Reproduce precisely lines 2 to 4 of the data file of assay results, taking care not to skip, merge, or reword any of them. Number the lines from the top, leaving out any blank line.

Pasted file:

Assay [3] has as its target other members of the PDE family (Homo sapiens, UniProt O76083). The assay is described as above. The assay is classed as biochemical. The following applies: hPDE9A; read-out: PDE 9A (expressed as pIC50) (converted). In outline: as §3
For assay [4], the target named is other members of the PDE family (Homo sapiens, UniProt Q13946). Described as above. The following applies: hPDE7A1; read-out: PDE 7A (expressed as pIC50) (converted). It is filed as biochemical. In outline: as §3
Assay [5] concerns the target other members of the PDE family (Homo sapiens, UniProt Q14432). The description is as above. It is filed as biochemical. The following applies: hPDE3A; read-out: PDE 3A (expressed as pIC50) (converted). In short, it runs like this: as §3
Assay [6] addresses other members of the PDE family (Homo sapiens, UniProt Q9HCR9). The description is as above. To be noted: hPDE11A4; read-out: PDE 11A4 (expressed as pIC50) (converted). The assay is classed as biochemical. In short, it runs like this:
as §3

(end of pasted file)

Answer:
For assay [4], the target named is other members of the PDE family (Homo sapiens, UniProt Q13946). Described as above. The following applies: hPDE7A1; read-out: PDE 7A (expressed as pIC50) (converted). It is filed as biochemical. In outline: as §3
Assay [5] concerns the target other members of the PDE family (Homo sapiens, UniProt Q14432). The description is as above. It is filed as biochemical. The following applies: hPDE3A; read-out: PDE 3A (expressed as pIC50) (converted). In short, it runs like this: as §3
Assay [6] addresses other members of the PDE family (Homo sapiens, UniProt Q9HCR9). The description is as above. To be noted: hPDE11A4; read-out: PDE 11A4 (expressed as pIC50) (converted). The assay is classed as biochemical. In short, it runs like this: